Beginning Saturday, it is turkey time again for shotgun hunters with Kentucky’s fall either-sex season.
The first of two autumn shotgun seasons, the early hunt spans the week of Oct. 24-30. A second week of shotgun hunting comes Dec. 5-11.
There are more generous periods of turkey hunting in the fall for archery and crossbow hunters, but the days for shotgun hunters offer obvious advantages in placing shots on target.
Lacking in the fall hunting period is the activity related to the breeding season of the spring, when the traditional turkey hunting season is scheduled. At that time, hunting is centered around the attraction of gobblers to hens, bringing calling and decoys into play to lure excited gobblers to the gun.
Without the breeding cycle overlapping the fall hunting period, hunters are primarily reliant upon ambush tactics. Offsetting the enticement of the breeding period, autumn season hunters are afforded the flexibility of being able to take any turkey, both gobblers and hens.
The autumn hunting opportunities, indeed, are primarily based on a surplus of hen turkeys at this time of year. These birds are increased in numbers by the past nesting season, including a large number of hens from which natural mortality over the next few winter months would take a significant toll even if they were not hunted.
Most autumn hunting is a matter of locating larger fall turkey roosts and scouting out common travel routes through area habitats through which clusters of birds from the cool-season roosts move to feed on daily rounds. Fall shotgun hunters simply set up to encounter turkey flocks during their daily movements, often building impromptu blinds or using portable blinds to help avoid the sharp eyes of the wary birds.
Another way that a fall turkey hunter can get bird action with a touch of spring season excitement is referred to as a scatter and call-back. If a hunter can identify a turkey travel route, he may wait until a flock comes along, then burst out of hiding and run straight for the flock, shouting and otherwise creating an immediate panic.
Done right, a flock made up mostly of young birds will react by fearful flight, breaking up and flapping/running away in scattered directions. As soon as the flock is scattered, the hunter catches his breath, sits down in ambush position and begins calling with light hen yelps, beckoning the young birds to return and reassemble.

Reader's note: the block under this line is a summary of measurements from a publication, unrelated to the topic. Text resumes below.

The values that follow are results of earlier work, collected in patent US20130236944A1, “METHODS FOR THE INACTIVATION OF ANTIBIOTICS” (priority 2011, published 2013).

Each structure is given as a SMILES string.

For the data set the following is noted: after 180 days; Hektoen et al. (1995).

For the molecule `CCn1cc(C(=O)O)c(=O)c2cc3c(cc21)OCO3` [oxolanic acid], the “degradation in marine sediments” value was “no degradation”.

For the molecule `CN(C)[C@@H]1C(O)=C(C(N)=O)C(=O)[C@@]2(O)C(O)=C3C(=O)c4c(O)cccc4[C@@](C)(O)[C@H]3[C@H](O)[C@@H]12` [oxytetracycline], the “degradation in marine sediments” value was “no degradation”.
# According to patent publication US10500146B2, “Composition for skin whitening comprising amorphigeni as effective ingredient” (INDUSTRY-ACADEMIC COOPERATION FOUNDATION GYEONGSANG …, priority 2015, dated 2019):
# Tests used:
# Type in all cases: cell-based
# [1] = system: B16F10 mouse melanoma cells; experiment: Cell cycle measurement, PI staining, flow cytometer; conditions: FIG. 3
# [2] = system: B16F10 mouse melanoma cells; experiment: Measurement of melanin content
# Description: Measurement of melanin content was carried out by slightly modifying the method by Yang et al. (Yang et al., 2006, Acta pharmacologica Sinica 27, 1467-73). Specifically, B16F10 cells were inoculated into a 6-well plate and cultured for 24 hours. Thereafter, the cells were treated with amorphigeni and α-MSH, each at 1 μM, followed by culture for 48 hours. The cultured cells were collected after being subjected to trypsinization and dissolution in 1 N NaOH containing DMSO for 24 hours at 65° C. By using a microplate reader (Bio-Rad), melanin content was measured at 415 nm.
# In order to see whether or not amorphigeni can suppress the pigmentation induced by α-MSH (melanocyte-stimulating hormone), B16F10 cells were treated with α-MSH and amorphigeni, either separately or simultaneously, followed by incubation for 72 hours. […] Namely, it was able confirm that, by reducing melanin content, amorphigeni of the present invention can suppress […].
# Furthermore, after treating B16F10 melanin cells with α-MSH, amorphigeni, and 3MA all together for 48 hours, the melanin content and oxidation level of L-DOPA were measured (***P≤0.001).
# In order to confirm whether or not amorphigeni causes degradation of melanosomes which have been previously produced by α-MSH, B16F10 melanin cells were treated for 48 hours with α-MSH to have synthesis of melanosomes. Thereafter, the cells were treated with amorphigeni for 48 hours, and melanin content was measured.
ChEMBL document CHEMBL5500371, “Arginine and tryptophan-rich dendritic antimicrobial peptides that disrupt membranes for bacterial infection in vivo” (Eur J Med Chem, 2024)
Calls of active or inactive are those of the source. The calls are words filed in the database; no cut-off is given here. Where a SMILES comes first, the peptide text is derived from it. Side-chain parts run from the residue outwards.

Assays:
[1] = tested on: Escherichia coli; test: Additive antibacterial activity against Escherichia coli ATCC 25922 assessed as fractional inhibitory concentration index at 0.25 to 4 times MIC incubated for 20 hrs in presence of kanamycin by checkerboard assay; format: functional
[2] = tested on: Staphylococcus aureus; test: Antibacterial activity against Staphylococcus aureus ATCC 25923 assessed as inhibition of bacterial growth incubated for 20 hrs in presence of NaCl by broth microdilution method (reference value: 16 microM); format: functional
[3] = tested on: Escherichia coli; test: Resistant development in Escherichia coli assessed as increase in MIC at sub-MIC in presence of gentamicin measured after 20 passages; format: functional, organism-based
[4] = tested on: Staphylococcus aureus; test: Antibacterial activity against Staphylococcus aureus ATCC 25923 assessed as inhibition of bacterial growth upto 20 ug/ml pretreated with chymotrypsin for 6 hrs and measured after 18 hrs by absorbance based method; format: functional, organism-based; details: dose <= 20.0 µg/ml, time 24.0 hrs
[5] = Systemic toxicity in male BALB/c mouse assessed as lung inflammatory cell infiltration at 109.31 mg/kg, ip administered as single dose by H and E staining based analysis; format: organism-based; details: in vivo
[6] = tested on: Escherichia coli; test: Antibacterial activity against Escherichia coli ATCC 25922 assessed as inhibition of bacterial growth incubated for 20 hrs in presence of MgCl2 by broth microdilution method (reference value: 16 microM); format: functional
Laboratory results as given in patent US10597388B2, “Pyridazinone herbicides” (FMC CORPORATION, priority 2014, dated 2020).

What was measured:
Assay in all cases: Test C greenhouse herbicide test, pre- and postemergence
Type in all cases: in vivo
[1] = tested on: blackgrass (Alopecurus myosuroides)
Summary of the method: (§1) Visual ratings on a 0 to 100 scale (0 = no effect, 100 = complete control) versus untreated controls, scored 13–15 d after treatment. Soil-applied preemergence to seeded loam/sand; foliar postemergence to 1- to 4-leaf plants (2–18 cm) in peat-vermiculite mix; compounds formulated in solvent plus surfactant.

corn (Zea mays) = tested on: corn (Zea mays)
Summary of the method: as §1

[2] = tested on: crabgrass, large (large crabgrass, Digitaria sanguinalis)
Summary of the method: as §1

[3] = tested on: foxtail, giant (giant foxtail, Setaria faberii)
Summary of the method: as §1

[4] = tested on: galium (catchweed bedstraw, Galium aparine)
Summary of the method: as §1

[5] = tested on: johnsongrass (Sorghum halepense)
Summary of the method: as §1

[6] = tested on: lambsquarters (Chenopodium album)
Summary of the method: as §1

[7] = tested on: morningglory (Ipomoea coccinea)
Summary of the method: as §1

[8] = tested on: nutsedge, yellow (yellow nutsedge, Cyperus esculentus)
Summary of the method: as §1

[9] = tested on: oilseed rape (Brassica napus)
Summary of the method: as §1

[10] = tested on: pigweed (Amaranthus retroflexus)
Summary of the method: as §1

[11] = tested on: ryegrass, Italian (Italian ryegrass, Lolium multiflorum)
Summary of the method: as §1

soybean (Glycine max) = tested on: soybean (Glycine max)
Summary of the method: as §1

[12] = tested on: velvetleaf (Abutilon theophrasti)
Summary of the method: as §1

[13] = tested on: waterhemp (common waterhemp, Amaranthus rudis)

Young birds tend to grow lonely immediately after a scatter and are highly susceptible to the feigned sounds of a mama turkey. The call-back ploy often produces incoming birds in somewhat the same sense as hen sounds used in the spring. And whatever turkeys respond, they are all in season during the autumn hunting stints.
Hunters gearing up for these autumn birds will encounter regulations like those of the spring gobbler season, although the gun hunting opening Saturday — as does archery and crossbow hunting — will require a fall-specific turkey permit.
The bag limit for the fall turkey seasons (including two shotgun seasons along with archery and crossbow seasons) is four turkeys, either hens or gobblers. However, only two turkeys can be taken by shotgun. Additionally, restrictions allow only a single turkey with a beard of 3 inches or longer in the limit. No more than one turkey can be taken on any single day of hunting.
• Last weekend’s muzzleloading firearms season for deer across Kentucky was marked with excellent weather on Saturday and scattered rainy conditions on Sunday’s second day. Between the two days, hunters scored tolerable successes statewide.
Telecheck records indicated about 4,700 deer taken by hunters bearing front-loading firearms during the two-day hunting period.
The all-ages muzzleloader season comes a week after Kentucky’s early firearms deer hunting weekend for juniors, kids ages 15 and younger. The adult-chaperoned kid hunters, suffering some poor weather conditions, were reported to have taken more than 2,800 deer statewide.
The early youth hunt and the early muzzleloader weekend is all the firearms deer hunting that occurs statewide until the modern gun season opens on the second weekend of November. This year’s gun season is slated Nov. 14-29.
• Fishermen and any other boaters on Kentucky Lake’s Jonathan Creek embayment are cautioned to be on the lookout for Asian carp netting operations there Nov. 2-13.
Biologists with the U.S. Geological Survey in conjunction with the Kentucky Department of Fish & Wildlife Resources and TVA will be netting invasive carp in Jonathan Creek and its northwest arm as a part of a research project.
KDFWR spokesmen say boaters should be alert for marking buoys and yellow flags that show the location of placed gillnets.
Parts of Jonathan Creek will be blocked to fish passage for 12 days. During this time, biologists will capture silver carp to implant them with internal telemetry devices to track the fish during herding efforts, noting their response and movements.
The purpose is to evaluate the herding of silver carp as a mass netting technique attempts to reduce numbers of the exotics.
The KDFWR says boat passage in the research area is possible with extra caution. To pass over marked nets, a boater should turn off his motor and trim up the outboard, pushing down the net for clearance if necessary.
Steve Vantreese is a freelance outdoors writer. Email outdoors news items to email@example.com or phone 270-575-8650.